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What are a Father’s Rights in a New Jersey Divorce Case?

Going through a divorce is a difficult time in anyone’s life, especially when they are a parent. This requires them to determine the future arrangements for their life with their children. The process of doing so includes child custody, child support, and visitation. These arrangements can sometimes be determined between the two parents on their own. However, this is not always the case and some parents have to go to court to sort out their differences. In these situations, it is important for a father to know what their rights are in order to fight for them. 

The Right to Custody

A big part of divorce proceedings for parents is custody. In the state of New Jersey, parents are entitled to obtaining physical custody, legal custody, or both. If a father is awarded physical custody of their child, it means they are the parent with whom the child lives and spends the majority of their time. If they are given legal custody of their child, it means they have an influence over the important decisions made regarding the child’s upbringing. If the father only has legal custody, they may not see the child as much but have visitation rights.

The Right to Visitation

When custody is determined, it also brings the matter of parenting into question. This establishes the amount of time each parent gets to spend with their child. Typically, courts want both parents to be involved in a child’s life as long as it is in their best interest. In the state of New Jersey, there are a number of ways to create a parenting plan that allows a child to see both of their parents. It is important to know that, even if a mother has primary custody of a child, the father still has visitation rights. However, this right can be revoked if the father has committed violent crimes or sexual assault.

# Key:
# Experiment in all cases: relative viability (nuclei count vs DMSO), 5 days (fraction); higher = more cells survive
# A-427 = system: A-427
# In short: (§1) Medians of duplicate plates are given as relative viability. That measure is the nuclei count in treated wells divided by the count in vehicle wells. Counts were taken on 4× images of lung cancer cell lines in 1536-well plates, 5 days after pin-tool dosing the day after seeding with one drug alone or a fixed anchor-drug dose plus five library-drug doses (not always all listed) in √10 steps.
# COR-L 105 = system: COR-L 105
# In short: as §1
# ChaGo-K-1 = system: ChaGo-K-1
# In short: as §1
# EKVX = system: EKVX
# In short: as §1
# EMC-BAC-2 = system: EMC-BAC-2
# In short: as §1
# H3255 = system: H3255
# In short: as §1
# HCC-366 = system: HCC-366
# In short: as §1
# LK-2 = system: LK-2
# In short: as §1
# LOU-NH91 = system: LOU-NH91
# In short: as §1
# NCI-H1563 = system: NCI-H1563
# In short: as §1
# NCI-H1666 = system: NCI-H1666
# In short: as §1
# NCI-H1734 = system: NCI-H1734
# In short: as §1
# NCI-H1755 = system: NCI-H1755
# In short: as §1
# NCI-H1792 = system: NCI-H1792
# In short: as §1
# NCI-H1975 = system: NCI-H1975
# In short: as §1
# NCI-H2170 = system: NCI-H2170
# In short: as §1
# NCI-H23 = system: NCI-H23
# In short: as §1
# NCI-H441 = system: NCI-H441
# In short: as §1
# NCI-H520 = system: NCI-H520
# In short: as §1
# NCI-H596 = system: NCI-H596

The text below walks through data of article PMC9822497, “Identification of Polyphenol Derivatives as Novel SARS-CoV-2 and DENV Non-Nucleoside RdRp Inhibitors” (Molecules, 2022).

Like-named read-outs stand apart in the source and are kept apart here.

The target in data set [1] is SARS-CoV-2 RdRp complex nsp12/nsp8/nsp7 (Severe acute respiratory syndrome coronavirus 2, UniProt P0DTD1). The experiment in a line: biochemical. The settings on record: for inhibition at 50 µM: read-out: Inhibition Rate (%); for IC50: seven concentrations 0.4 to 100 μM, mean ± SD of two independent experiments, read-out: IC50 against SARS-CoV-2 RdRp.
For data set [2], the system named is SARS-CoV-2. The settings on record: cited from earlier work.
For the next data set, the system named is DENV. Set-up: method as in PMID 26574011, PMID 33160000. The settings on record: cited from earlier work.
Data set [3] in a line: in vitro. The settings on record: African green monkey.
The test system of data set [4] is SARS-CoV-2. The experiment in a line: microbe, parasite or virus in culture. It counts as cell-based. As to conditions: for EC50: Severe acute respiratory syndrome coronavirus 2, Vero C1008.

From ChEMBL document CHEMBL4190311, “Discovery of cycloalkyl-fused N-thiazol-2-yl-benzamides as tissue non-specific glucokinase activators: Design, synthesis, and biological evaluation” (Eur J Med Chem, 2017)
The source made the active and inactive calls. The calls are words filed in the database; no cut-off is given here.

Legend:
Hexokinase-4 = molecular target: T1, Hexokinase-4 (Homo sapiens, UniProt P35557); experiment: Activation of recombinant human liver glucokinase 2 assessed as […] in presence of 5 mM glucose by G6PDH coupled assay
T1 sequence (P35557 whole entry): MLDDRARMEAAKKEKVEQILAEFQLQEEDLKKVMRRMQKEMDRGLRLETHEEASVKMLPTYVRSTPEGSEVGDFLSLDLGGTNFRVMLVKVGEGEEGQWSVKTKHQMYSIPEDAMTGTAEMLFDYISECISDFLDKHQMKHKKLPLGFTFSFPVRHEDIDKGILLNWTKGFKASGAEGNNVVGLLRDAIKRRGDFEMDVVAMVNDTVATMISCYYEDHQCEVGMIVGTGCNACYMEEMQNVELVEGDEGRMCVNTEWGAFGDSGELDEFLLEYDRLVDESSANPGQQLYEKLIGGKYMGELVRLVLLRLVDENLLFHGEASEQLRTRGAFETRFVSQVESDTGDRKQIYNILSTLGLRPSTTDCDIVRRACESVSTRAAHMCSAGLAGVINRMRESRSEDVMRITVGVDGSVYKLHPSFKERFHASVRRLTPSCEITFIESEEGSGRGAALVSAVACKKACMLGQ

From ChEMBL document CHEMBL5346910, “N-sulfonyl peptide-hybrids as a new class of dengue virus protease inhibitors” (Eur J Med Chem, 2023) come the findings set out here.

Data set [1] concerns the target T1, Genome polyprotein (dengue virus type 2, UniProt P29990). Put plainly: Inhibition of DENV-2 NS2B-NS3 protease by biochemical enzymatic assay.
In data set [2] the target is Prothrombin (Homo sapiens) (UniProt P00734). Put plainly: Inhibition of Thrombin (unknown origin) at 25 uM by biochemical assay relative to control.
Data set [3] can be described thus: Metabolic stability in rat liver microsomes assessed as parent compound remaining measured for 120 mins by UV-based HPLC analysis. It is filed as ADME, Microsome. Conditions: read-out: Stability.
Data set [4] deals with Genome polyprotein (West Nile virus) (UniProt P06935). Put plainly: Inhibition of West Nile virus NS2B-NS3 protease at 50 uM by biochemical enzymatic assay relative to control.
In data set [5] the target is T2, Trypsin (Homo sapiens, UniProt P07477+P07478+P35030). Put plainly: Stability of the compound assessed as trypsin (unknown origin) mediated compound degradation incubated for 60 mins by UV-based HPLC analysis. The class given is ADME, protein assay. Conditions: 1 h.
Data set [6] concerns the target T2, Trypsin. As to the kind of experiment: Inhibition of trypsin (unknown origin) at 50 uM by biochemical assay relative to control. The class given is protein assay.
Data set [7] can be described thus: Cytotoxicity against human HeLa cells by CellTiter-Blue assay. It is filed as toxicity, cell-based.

The Right to Support

The state of New Jersey requires both parents to financially support their children. This means that, in the event of a divorce, the parent who does not have physical custody of the child must continue this assistance through child support. Child support is payments that are made from the non-custodial parent to a custodial parent in order to balance out the cost of living for their child. The amount that is owed in support is determined by the New Jersey Child Support Guidelines in order to establish a fair amount based upon the family’s financial situation.

Contact our Firm

If you need an experienced legal team to guide you through your divorce, contact Townsend, Tomaio & Newmark L.L.C today.